About Us  |  About Cheetah®  |  Contact Us

Refusal to work more than five hours of unpaid overtime was protected under FLSA

By Brandi O. Brown, J.D.

Halting the demise of a Kansas Bureau of Investigation employee’s FLSA lawsuit, the Kansas Supreme Court ruled that the employee’s refusal to work more than five hours of unpaid overtime would have been understood by a reasonable employer as an assertion of a protected right under the FLSA. Contrary to a state court of appeals’ conclusion, the Kansas high court ruled that the employee’s statement was not too equivocal, even though he had agreed to work some hours unpaid, when considered in light of the culture of expected unpaid overtime in which he worked. Judge Stegall dissented and Judge Biles filed a separate concurrence (Lumry v. State of Kansas, December 16, 2016, per curiam).

Protested, fired, sues. In October 2007, tired of working 10 to 20 overtime hours per week without compensation, a frustrated special agent of the Kansas Bureau of Investigation informed his supervisor that he would no longer underreport his hours. He told the supervisor, “I’ll work an extra 5 hours a week and give you that extra time; but I’m not going to work 10 and 20 hours a week anymore, or more, of unclaimed overtime.’ A few months later the supervisor purportedly found irregularities his timesheets, which ultimately resulted in the employee’s discharge. Thereafter, the employee filed suit in federal district court against the State and the KBI, among others. The federal court dismissed, basing its holding on the Eleventh Amendment.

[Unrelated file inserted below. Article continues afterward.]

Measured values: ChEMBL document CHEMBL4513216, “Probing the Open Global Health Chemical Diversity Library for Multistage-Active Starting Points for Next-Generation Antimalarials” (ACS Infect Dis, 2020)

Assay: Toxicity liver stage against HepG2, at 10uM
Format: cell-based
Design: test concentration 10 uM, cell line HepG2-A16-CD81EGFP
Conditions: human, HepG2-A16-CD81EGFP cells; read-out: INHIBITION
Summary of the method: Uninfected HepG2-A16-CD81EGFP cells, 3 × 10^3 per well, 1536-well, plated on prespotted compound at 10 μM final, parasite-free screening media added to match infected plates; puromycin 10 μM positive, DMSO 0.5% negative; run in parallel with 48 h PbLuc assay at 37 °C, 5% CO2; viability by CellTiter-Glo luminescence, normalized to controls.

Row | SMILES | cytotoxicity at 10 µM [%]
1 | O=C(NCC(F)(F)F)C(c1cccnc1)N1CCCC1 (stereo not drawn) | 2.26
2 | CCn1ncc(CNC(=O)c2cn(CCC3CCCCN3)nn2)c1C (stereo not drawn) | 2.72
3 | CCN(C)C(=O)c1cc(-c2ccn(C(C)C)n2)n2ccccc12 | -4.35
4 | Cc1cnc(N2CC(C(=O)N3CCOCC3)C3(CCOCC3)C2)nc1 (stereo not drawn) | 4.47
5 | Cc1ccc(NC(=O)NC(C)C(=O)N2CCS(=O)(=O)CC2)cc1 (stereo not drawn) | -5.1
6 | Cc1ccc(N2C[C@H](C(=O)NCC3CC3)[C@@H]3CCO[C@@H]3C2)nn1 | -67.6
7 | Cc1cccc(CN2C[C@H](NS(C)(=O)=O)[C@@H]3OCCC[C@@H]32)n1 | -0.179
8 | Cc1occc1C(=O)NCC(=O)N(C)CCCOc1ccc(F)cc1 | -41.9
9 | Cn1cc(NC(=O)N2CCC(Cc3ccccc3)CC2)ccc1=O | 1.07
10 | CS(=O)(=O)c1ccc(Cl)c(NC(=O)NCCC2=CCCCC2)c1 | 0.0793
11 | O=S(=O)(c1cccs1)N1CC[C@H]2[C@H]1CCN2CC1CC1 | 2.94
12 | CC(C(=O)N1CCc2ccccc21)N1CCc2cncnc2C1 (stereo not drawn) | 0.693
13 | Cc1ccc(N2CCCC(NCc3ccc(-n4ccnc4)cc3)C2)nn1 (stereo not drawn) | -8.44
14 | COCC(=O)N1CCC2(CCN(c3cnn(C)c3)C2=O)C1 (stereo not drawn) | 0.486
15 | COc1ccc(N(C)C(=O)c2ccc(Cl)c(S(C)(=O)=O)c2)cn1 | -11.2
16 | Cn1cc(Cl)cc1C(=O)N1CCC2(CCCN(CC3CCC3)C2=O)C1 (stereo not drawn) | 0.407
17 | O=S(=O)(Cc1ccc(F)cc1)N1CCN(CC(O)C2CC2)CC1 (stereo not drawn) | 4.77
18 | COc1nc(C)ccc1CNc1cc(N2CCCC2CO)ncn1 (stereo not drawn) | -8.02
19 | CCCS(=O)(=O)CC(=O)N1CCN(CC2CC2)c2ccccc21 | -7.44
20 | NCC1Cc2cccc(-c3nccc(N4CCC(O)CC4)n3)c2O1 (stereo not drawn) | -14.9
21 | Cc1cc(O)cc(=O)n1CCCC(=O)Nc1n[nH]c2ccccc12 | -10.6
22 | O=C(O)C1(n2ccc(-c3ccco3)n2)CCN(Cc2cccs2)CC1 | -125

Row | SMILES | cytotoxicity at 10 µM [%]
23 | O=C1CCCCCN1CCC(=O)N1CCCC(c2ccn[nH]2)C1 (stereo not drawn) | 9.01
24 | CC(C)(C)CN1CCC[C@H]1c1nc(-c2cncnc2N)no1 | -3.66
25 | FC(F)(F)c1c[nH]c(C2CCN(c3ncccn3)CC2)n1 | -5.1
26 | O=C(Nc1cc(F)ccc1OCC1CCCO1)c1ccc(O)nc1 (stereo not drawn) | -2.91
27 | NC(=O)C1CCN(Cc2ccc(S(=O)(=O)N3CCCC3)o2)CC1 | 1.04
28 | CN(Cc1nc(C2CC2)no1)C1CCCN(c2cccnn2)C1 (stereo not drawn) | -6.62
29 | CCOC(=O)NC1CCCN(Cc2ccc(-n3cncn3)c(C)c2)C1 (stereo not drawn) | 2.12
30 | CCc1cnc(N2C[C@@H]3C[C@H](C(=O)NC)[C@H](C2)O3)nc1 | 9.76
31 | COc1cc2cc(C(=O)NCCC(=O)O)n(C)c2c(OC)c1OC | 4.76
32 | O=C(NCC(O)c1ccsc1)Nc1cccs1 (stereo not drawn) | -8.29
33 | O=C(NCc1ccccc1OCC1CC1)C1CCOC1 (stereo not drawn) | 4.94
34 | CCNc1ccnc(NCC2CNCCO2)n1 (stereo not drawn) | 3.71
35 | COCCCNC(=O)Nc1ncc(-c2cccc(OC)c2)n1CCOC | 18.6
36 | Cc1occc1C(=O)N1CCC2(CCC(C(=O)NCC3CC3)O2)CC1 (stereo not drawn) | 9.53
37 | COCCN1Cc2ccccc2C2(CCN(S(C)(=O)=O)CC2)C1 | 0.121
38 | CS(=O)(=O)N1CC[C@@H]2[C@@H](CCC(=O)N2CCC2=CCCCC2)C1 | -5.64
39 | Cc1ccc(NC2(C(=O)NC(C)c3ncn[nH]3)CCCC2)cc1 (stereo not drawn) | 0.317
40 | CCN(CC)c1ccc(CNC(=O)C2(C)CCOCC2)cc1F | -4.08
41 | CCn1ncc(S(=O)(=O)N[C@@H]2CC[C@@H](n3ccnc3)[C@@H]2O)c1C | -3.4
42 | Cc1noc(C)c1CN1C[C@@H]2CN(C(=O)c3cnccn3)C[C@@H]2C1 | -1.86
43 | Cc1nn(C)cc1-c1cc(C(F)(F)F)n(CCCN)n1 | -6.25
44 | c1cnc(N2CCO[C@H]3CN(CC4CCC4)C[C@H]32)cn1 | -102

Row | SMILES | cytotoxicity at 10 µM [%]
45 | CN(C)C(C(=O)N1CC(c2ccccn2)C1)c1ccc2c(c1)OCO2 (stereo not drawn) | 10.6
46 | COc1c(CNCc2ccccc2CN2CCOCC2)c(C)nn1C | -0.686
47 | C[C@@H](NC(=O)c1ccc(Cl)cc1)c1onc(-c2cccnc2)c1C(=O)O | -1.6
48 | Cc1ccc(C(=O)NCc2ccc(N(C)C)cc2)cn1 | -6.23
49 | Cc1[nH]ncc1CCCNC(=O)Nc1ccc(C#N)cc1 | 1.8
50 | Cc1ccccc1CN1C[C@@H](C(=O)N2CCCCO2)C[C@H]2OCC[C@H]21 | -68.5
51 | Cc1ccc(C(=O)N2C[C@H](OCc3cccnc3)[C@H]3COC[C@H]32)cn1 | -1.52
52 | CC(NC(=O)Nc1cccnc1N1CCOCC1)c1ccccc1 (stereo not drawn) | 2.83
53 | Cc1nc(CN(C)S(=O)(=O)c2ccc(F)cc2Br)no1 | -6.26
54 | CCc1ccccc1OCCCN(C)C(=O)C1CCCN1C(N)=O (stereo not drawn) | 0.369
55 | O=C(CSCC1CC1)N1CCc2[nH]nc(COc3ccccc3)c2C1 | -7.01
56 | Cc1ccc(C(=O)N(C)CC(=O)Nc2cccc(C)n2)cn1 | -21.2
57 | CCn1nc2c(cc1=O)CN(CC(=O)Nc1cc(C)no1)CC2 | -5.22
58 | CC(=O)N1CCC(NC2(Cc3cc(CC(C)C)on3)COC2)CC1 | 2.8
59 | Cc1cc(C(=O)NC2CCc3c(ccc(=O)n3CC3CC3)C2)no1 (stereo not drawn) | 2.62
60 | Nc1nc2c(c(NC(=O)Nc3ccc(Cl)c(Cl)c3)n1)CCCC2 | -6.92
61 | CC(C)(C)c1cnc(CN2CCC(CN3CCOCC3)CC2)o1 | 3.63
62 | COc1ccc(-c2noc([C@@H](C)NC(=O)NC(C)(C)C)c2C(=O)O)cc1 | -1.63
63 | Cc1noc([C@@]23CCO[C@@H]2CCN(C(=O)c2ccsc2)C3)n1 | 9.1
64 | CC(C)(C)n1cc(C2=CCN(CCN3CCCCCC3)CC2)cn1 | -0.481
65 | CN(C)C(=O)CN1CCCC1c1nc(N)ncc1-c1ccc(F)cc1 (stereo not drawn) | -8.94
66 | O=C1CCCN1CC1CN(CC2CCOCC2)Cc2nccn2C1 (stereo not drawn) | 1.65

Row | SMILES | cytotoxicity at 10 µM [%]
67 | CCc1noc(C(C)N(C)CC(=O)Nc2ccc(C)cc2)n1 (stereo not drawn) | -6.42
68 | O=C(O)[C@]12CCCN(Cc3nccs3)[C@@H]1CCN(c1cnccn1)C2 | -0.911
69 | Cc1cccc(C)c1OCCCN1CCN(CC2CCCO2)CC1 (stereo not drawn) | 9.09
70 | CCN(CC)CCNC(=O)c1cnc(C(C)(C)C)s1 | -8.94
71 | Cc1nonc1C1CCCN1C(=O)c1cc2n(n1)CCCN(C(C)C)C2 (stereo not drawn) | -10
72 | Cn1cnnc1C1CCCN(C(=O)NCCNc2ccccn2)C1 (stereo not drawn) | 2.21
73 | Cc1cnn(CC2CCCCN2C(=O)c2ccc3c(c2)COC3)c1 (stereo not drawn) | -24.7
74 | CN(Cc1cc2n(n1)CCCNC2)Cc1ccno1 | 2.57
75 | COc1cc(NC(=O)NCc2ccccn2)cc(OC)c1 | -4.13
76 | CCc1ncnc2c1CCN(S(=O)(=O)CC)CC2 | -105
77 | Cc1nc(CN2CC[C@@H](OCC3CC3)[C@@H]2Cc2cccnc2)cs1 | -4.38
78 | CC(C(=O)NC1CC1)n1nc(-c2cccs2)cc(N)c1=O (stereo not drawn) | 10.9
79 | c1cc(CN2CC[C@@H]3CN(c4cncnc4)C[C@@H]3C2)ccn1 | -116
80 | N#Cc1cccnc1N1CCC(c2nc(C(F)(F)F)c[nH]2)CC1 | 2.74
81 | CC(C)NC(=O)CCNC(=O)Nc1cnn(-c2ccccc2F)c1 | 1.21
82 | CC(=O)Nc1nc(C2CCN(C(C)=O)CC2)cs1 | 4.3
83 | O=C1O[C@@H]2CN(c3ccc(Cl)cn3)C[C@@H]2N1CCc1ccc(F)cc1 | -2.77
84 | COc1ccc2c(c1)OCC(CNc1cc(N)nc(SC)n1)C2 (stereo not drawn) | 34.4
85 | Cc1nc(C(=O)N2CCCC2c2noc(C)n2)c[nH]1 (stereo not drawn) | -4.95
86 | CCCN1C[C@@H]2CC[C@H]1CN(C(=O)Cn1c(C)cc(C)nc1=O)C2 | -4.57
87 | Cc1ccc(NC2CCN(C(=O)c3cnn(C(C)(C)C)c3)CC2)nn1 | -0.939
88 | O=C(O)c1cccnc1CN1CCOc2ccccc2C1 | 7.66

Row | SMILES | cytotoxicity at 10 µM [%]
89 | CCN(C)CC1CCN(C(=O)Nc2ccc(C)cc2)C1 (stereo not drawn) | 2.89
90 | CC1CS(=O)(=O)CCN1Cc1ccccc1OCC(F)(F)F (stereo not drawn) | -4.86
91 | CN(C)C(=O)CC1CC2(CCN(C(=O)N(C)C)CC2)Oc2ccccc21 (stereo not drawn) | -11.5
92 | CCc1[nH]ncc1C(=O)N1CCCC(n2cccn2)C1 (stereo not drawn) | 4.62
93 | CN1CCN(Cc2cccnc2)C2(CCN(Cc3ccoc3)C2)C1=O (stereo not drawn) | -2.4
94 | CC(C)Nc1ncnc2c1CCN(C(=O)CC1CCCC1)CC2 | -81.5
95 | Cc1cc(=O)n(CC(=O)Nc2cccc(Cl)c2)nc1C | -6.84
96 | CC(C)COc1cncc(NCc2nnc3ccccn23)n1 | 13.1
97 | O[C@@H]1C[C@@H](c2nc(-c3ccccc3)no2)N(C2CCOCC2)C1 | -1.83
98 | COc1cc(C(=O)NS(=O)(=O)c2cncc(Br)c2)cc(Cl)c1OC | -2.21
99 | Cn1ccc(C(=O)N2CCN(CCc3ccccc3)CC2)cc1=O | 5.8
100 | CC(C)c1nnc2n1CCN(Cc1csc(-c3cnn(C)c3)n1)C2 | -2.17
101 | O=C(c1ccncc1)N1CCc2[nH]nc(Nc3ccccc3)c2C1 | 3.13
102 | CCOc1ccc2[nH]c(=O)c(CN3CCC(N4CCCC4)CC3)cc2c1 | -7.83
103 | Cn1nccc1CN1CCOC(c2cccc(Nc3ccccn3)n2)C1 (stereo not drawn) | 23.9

State suit. Subsequently, the employee filed a separate lawsuit in state court, naming the KBI and three individual defendants in their individual capacities. In that lawsuit he alleged retaliatory discharge under the FLSA, retaliatory discharge under the First Amendment, and, after amendment, retaliatory discharge in violation of the state wage and hour law. The trial court granted defendants summary judgment, holding among other things that sovereign immunity barred the FLSA claim against the KBI and that two of the three defendants were not an “employer” for FLSA purposes. With regard to the third defendant, the Director of the KBI, the court agreed that he was an employer but rejected the employee’s claim against him because it believed his refusal to work more than five hours of uncompensated overtime would not have put a reasonable employer on notice that the employee was asserting protected rights under the FLSA.

The employee appealed some of the rulings, but the individual defendant did not cross-appeal the ruling that he was an “employer.” The court of appeals affirmed, although with partly different reasoning. The panel members, however, split on the question of whether the employee’s protest was a protected statement, with the majority concluding that it did not meet the standard. It also divided on other aspects of the employee’s claims. Both sides sought review. The Kansas Supreme Court reversed the panel majority, vacated the trial court’s judgment on the issues subject to its review, and remanded.